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General relativity is time reversal invariant. There are solutions though which are physically not reasonable. An example are white holes which are a valid solution of Einstein‘s field equations, but are not believed to exist considering the violation of the second law of thermodynamics. My explicite questions refer to the merger of black holes:

A time reversal black hole merger would „start“ with a spherical black hole and infalling gravitational waves arranged such that it begins to oscillate with increasing amplitude and finally splits in two. Is this possible in principle assuming technical problems are solvable? If not, why?

Does time reversal symmetry of a black hole merger imply that a splitting of one oscillating black hole in two forward in time is impossible in the absence of infalling gravitational waves?

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First of all

General relativity is time reversal invariant.

That is not strictly true. Solution of Einstein field equations locally under time reversal transform into another local solution of EFE (provided there is no matter with explicit time arrow).

Is this possible in principle assuming technical problems are solvable?

First, under time reversal, black hole becomes a white hole and its event horizon becomes past horizon (antihorizon).

Second, the largest part of technical problems is that just converging gravitational waves are not enough. One also has to provide initial conditions inside the white hole interior. White holes have past singularity and for a white hole splitting into two (white or black) holes those has to be emitted by this singularity so that they would eventually emerge in the splitting, at the exact same moment that white hole's apparent horizon/antihorizon is deformed by converging 'ring-up' gravitational waves.

Third, even if one can arrange this, the resulting solution is unstable. This instability was discovered by Eardley a few decades ago:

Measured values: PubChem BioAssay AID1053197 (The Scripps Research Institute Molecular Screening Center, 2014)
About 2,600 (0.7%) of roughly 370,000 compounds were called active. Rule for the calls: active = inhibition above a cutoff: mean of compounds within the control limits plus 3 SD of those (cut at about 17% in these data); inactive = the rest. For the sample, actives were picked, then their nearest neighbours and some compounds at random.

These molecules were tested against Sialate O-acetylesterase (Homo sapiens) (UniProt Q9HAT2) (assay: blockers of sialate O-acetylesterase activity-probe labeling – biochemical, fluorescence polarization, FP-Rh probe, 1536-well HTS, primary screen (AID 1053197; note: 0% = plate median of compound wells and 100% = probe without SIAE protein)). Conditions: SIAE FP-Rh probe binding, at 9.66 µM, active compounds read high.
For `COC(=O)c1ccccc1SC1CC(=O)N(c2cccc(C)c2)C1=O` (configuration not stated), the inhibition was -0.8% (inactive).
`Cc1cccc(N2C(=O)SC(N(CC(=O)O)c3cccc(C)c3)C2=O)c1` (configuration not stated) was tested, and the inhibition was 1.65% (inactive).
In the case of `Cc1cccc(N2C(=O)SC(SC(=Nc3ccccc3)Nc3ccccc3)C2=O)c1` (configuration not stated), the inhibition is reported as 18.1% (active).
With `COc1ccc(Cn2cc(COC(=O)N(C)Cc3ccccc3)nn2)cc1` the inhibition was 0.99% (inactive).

Another more recent (and nonpaywalled) paper:

  • Barceló, C., Carballo-Rubio, R., & Garay, L. J. (2016). Black holes turn white fast, otherwise stay black: no half measures. Journal of High Energy Physics, 2016(1), 157, doi, arXiv.

The key to understanding this is the observation that even a tiny amount of matter from the outside, if it gets close enough to a white hole's apparent horizon would form a new event horizon surrounding antihorizon and preventing the splitting from occuring. Instead of white hole we now have a black hole with a slightly larger (if the perturbation was small) horizon radius. The longer the time interval between perturbation and the 'scheduled split' of white hole the smaller could be the perturbation necessary to prevent the explosion. (It is somewhat ironic that instability of explosive solution results in a non-explosion).

And if the perturbation has converted white hole into black the converging gravitational waves simply fall onto a black hole and are partly scattered partly absorbed by its growing event horizon.

Does time reversal symmetry of a black hole merger imply that a splitting of one oscillating black hole in two forward in time is impossible in the absence of infalling gravitational waves?

Not really solution without infalling gravitational waves may be possible but like any other white hole solution it would has the same kind of instability.

Actually it may be more intuitive to ask the question without time reversal:

Is it possible by providing converging gravitational waves to produce a black hole merger without any ringdown radiation?

I believe the answer is yes (just a belief on my part that noise cancelling would work generally for nonlinear GR equations). And that formulation should give us a robust solution: by providing somewhat imprecise converging waves we would receive simply a merger with suppressed ringdown modes.

The variations of this instability are present in antihorizons for other solutions of EFE: inner horizon of Kerr metric, various non-traversable wormholes (such as Einstein-Rosen bridge).

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  • $\begingroup$ I may be wrong, but I think your answer and mine may be complementary in the following sense. Mine talks about flipping the global arrow of time, while yours seems to be about what goes wrong when you try to put a time-flipped object like a white hole inside a larger universe. I think we're both pointing our trivialities, but different ones. I'm pointing out that in a time-orientable spacetime, it's arbitrary which orientation you pick. You're pointing out that we get nonsense in a universe in which the arrow of time is different in different places. $\endgroup$ – Ben Crowell May 23 '18 at 21:24